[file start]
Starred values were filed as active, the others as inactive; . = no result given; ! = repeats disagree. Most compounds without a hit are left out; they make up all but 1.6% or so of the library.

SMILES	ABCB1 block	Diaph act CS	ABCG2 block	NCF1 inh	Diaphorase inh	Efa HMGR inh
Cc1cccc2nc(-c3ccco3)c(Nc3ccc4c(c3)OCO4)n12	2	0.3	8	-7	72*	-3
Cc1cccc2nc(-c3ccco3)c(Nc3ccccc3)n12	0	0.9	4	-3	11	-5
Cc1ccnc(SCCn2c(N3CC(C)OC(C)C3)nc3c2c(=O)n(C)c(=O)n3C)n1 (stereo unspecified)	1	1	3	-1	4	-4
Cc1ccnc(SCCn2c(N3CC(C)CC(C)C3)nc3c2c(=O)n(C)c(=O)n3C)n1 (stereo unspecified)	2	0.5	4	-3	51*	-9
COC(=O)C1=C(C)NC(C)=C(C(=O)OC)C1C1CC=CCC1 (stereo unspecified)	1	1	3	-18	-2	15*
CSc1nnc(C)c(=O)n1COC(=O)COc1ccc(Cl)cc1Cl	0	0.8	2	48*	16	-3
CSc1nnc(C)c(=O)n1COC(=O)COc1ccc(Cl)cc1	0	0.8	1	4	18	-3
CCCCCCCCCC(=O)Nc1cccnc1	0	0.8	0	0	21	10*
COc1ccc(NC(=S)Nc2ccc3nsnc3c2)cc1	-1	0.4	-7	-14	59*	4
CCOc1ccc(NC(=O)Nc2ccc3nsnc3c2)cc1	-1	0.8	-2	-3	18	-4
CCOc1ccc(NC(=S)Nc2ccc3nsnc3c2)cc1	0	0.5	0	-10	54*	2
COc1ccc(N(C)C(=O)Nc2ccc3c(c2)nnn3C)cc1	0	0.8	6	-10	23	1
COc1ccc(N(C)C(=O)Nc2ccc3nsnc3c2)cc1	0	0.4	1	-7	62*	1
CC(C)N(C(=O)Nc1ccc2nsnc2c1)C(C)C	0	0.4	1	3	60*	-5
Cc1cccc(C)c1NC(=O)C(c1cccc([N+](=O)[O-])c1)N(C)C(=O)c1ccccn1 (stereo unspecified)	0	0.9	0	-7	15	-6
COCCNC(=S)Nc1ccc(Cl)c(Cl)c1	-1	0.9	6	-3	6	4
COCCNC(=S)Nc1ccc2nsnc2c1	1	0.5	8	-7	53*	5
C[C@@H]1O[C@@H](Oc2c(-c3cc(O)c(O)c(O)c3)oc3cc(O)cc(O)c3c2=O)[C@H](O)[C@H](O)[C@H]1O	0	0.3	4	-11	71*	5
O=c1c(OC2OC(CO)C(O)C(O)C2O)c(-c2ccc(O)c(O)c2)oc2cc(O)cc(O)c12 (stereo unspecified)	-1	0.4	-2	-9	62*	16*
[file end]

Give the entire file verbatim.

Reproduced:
Starred values were filed as active, the others as inactive; . = no result given; ! = repeats disagree. Most compounds without a hit are left out; they make up all but 1.6% or so of the library.

SMILES	ABCB1 block	Diaph act CS	ABCG2 block	NCF1 inh	Diaphorase inh	Efa HMGR inh
Cc1cccc2nc(-c3ccco3)c(Nc3ccc4c(c3)OCO4)n12	2	0.3	8	-7	72*	-3
Cc1cccc2nc(-c3ccco3)c(Nc3ccccc3)n12	0	0.9	4	-3	11	-5
Cc1ccnc(SCCn2c(N3CC(C)OC(C)C3)nc3c2c(=O)n(C)c(=O)n3C)n1 (stereo unspecified)	1	1	3	-1	4	-4
Cc1ccnc(SCCn2c(N3CC(C)CC(C)C3)nc3c2c(=O)n(C)c(=O)n3C)n1 (stereo unspecified)	2	0.5	4	-3	51*	-9
COC(=O)C1=C(C)NC(C)=C(C(=O)OC)C1C1CC=CCC1 (stereo unspecified)	1	1	3	-18	-2	15*
CSc1nnc(C)c(=O)n1COC(=O)COc1ccc(Cl)cc1Cl	0	0.8	2	48*	16	-3
CSc1nnc(C)c(=O)n1COC(=O)COc1ccc(Cl)cc1	0	0.8	1	4	18	-3
CCCCCCCCCC(=O)Nc1cccnc1	0	0.8	0	0	21	10*
COc1ccc(NC(=S)Nc2ccc3nsnc3c2)cc1	-1	0.4	-7	-14	59*	4
CCOc1ccc(NC(=O)Nc2ccc3nsnc3c2)cc1	-1	0.8	-2	-3	18	-4
CCOc1ccc(NC(=S)Nc2ccc3nsnc3c2)cc1	0	0.5	0	-10	54*	2
COc1ccc(N(C)C(=O)Nc2ccc3c(c2)nnn3C)cc1	0	0.8	6	-10	23	1
COc1ccc(N(C)C(=O)Nc2ccc3nsnc3c2)cc1	0	0.4	1	-7	62*	1
CC(C)N(C(=O)Nc1ccc2nsnc2c1)C(C)C	0	0.4	1	3	60*	-5
Cc1cccc(C)c1NC(=O)C(c1cccc([N+](=O)[O-])c1)N(C)C(=O)c1ccccn1 (stereo unspecified)	0	0.9	0	-7	15	-6
COCCNC(=S)Nc1ccc(Cl)c(Cl)c1	-1	0.9	6	-3	6	4
COCCNC(=S)Nc1ccc2nsnc2c1	1	0.5	8	-7	53*	5
C[C@@H]1O[C@@H](Oc2c(-c3cc(O)c(O)c(O)c3)oc3cc(O)cc(O)c3c2=O)[C@H](O)[C@H](O)[C@H]1O	0	0.3	4	-11	71*	5
O=c1c(OC2OC(CO)C(O)C(O)C2O)c(-c2ccc(O)c(O)c2)oc2cc(O)cc(O)c12 (stereo unspecified)	-1	0.4	-2	-9	62*	16*